ASUS’s Republic of Gamers line of gaming laptop comes in two sizes. It is either the thin, highly compact one that sacrifices some power for portability, or it’s the excessively huge monstrosity that is equipped with enough horsepower to leave games in the dust. For the G751, the latter is the case as it is a desktop replacement rather than a portable gaming machine. 


As I’ve mentioned, the ROG G751 is a desktop replacement. Featuring a 17.3 inch Full HD screen, the laptop is big and chunky, making portability almost non-existent as far as I’m concerned. The looks of the G751 follows the Republic of Gamers’ design philosophy, featuring a black and gray body with some red thrown into the mix. If you’ve ever seen one of the large RoG laptops before, you’ve seen the G751 as the overall design of the laptop hasn’t changed much.


In terms of power, the G751 is no slouch. The notebook comes with an Intel Core i7-4710HQ processor and 8GB of RAM. The graphics department is handled by Nvidia’s GeForce GTX 970M. For storage, the G751 comes with 128GB solid state drive and a 1TB hard disk. If you’ve been keeping up to date with component releases, you would know that the G751 we have in the office is a rather dated machine. Seeing as the laptop isn’t exactly new, how does it perform today? Here are the benchmarks we gotten from this machine.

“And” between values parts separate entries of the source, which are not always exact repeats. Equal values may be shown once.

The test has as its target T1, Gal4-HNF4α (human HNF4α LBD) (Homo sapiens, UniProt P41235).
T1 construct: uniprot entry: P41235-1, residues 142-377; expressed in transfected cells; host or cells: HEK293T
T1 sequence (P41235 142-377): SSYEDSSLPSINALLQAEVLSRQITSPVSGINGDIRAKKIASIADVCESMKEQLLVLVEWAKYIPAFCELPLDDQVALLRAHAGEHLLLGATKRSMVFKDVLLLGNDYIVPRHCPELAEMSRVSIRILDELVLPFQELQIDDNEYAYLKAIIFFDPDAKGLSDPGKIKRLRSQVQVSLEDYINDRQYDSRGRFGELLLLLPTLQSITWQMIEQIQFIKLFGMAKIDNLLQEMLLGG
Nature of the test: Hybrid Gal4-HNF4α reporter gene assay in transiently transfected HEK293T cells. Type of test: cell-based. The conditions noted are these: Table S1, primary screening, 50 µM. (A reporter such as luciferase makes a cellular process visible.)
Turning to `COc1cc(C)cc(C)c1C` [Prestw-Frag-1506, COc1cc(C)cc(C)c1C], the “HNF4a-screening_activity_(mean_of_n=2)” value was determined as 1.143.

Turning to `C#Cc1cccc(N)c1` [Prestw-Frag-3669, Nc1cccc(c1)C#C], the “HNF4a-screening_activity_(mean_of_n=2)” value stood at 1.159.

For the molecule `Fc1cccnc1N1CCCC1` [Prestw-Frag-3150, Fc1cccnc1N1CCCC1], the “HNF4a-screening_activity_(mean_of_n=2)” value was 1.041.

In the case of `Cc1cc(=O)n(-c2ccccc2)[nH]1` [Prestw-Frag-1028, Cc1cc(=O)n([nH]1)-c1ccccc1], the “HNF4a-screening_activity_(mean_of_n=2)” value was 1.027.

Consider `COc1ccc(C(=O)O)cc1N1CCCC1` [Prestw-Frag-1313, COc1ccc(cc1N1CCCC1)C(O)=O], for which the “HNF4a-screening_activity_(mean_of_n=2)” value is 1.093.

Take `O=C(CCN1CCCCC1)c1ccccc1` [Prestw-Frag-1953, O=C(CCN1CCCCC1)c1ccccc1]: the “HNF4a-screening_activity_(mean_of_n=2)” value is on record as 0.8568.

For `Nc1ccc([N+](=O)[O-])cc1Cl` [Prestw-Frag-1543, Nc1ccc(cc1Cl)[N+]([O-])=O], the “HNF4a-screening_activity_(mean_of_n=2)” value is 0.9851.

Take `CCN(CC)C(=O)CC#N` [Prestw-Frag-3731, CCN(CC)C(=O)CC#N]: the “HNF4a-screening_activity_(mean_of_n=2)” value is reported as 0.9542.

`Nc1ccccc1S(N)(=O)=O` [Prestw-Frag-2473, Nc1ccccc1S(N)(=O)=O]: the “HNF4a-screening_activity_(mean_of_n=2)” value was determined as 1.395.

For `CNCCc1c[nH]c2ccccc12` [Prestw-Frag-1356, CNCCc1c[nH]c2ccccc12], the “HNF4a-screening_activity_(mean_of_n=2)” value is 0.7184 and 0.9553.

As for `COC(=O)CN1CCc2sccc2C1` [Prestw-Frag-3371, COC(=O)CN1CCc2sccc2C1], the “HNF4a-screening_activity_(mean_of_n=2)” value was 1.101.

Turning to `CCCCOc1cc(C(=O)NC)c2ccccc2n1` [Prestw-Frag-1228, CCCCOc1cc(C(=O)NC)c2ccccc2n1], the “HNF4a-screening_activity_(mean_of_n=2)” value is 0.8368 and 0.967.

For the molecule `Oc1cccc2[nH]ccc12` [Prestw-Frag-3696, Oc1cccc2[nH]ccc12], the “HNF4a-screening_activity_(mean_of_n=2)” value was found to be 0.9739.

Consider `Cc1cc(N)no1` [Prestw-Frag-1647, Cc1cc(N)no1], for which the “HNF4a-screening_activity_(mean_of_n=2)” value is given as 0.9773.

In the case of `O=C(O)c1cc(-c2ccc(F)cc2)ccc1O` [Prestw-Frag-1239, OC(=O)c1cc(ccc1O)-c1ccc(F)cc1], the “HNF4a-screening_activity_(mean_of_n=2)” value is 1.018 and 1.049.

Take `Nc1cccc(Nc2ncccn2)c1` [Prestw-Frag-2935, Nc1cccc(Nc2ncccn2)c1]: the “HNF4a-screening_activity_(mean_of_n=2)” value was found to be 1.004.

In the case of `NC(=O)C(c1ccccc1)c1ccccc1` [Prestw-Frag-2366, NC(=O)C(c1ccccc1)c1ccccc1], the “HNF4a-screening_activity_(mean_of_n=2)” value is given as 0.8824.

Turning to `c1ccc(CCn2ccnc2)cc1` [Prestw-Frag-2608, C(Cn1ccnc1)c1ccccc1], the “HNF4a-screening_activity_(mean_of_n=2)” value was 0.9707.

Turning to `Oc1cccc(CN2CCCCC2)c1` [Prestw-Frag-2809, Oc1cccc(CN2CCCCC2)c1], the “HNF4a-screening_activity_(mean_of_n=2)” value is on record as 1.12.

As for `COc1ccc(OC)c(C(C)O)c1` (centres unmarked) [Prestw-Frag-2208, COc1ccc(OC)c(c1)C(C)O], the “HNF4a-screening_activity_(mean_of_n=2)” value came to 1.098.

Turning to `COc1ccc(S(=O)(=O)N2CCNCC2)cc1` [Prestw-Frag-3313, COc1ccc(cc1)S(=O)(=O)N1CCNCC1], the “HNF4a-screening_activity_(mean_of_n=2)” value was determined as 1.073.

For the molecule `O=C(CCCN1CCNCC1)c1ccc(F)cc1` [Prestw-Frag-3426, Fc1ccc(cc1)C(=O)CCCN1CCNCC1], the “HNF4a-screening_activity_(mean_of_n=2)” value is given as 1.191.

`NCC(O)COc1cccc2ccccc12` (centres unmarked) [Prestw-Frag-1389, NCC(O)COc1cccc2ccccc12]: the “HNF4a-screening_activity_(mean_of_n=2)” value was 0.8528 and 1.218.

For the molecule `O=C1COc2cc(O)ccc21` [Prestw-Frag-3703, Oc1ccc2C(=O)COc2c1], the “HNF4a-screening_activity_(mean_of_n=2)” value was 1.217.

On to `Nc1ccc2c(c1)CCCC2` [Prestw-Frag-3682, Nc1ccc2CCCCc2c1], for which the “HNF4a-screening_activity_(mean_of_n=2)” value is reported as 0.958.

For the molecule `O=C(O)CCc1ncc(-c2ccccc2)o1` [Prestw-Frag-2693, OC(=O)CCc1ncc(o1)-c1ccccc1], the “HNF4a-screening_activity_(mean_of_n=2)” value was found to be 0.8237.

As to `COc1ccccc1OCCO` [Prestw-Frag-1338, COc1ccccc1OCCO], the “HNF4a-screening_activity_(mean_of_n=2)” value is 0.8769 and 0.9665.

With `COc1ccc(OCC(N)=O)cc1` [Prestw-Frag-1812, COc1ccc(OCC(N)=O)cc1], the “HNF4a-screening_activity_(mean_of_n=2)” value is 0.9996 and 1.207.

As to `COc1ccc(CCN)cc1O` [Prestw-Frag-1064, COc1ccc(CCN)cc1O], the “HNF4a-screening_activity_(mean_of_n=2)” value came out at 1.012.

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Dated though the components may be, the G751 can still perform with the best of them. Gaming with it is a non-issue as the laptop is still powerful enough to run almost any modern games at high to max settings at 1080p resolution. If you’re one of those who was hoping that the G751 is capable of 4K gaming, you might want to dial down your expectations a notch as the laptop is not exactly powerful enough for that.

Battery life on the G751 is pretty good if you’re using it for productive purposes instead of gaming, but is nowhere near good enough to do any decent amount of gaming on it. The fans on the G751 are relatively quiet, keeping the laptop around the 65-70 degrees celsius range without generating too much noise. 

One part that annoys me about the G751 is with its wireless adapter as it seems to very temperamental when it comes to connecting to the internet via Wi-Fi. I’m just going to assume that this problem is due to the laptop’s malfunctioning wireless adapter and a new unit would not have this problem, but it’s still worth mentioning just in case you happen to bump into this problem as well. 

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EDM junkie, wannabe satirist and master of procrastination, Sia wishes that he could live long enough to see the computers in Minority Report be made into a fully functional purchasable product.